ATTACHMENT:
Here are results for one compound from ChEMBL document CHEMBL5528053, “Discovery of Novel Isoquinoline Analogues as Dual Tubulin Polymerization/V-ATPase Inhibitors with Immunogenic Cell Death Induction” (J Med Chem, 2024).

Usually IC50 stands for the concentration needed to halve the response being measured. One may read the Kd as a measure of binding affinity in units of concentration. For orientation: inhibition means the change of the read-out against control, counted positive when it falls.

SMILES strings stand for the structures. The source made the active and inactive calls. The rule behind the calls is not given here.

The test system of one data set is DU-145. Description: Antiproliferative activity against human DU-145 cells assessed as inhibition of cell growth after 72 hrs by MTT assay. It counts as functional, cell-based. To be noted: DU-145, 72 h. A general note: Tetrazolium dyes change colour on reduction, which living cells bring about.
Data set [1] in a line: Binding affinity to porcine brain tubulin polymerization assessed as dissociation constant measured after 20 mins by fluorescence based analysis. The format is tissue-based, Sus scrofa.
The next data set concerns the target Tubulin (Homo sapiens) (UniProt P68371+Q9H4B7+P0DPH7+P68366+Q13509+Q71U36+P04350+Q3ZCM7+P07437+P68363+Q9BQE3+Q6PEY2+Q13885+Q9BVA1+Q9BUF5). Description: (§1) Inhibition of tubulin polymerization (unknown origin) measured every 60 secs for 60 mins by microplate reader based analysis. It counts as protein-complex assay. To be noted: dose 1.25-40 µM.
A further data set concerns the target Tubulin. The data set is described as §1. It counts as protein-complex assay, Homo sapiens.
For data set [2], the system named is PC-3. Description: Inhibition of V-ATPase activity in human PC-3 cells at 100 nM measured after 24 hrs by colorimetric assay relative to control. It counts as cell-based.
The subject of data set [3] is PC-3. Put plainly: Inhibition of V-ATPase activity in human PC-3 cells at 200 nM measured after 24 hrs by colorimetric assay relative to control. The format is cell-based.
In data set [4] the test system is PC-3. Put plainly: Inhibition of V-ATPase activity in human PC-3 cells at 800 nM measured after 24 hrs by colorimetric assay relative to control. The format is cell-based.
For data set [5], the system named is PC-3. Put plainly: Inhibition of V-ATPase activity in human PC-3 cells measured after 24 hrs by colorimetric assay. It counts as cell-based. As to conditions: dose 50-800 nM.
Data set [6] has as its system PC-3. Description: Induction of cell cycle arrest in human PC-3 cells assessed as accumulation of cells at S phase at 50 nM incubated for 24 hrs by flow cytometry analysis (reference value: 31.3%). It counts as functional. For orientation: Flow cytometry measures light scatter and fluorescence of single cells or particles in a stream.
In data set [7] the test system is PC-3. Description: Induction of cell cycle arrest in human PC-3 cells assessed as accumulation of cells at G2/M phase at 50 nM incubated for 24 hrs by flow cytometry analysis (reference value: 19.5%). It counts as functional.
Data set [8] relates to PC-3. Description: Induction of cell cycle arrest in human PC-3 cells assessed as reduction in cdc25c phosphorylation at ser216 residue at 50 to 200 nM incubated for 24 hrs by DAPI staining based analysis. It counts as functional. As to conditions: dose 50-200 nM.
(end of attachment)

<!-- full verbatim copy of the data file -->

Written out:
Here are results for one compound from ChEMBL document CHEMBL5528053, “Discovery of Novel Isoquinoline Analogues as Dual Tubulin Polymerization/V-ATPase Inhibitors with Immunogenic Cell Death Induction” (J Med Chem, 2024).

Usually IC50 stands for the concentration needed to halve the response being measured. One may read the Kd as a measure of binding affinity in units of concentration. For orientation: inhibition means the change of the read-out against control, counted positive when it falls.

SMILES strings stand for the structures. The source made the active and inactive calls. The rule behind the calls is not given here.

The test system of one data set is DU-145. Description: Antiproliferative activity against human DU-145 cells assessed as inhibition of cell growth after 72 hrs by MTT assay. It counts as functional, cell-based. To be noted: DU-145, 72 h. A general note: Tetrazolium dyes change colour on reduction, which living cells bring about.
Data set [1] in a line: Binding affinity to porcine brain tubulin polymerization assessed as dissociation constant measured after 20 mins by fluorescence based analysis. The format is tissue-based, Sus scrofa.
The next data set concerns the target Tubulin (Homo sapiens) (UniProt P68371+Q9H4B7+P0DPH7+P68366+Q13509+Q71U36+P04350+Q3ZCM7+P07437+P68363+Q9BQE3+Q6PEY2+Q13885+Q9BVA1+Q9BUF5). Description: (§1) Inhibition of tubulin polymerization (unknown origin) measured every 60 secs for 60 mins by microplate reader based analysis. It counts as protein-complex assay. To be noted: dose 1.25-40 µM.
A further data set concerns the target Tubulin. The data set is described as §1. It counts as protein-complex assay, Homo sapiens.
For data set [2], the system named is PC-3. Description: Inhibition of V-ATPase activity in human PC-3 cells at 100 nM measured after 24 hrs by colorimetric assay relative to control. It counts as cell-based.
The subject of data set [3] is PC-3. Put plainly: Inhibition of V-ATPase activity in human PC-3 cells at 200 nM measured after 24 hrs by colorimetric assay relative to control. The format is cell-based.
In data set [4] the test system is PC-3. Put plainly: Inhibition of V-ATPase activity in human PC-3 cells at 800 nM measured after 24 hrs by colorimetric assay relative to control. The format is cell-based.
For data set [5], the system named is PC-3. Put plainly: Inhibition of V-ATPase activity in human PC-3 cells measured after 24 hrs by colorimetric assay. It counts as cell-based. As to conditions: dose 50-800 nM.
Data set [6] has as its system PC-3. Description: Induction of cell cycle arrest in human PC-3 cells assessed as accumulation of cells at S phase at 50 nM incubated for 24 hrs by flow cytometry analysis (reference value: 31.3%). It counts as functional. For orientation: Flow cytometry measures light scatter and fluorescence of single cells or particles in a stream.
In data set [7] the test system is PC-3. Description: Induction of cell cycle arrest in human PC-3 cells assessed as accumulation of cells at G2/M phase at 50 nM incubated for 24 hrs by flow cytometry analysis (reference value: 19.5%). It counts as functional.
Data set [8] relates to PC-3. Description: Induction of cell cycle arrest in human PC-3 cells assessed as reduction in cdc25c phosphorylation at ser216 residue at 50 to 200 nM incubated for 24 hrs by DAPI staining based analysis. It counts as functional. As to conditions: dose 50-200 nM.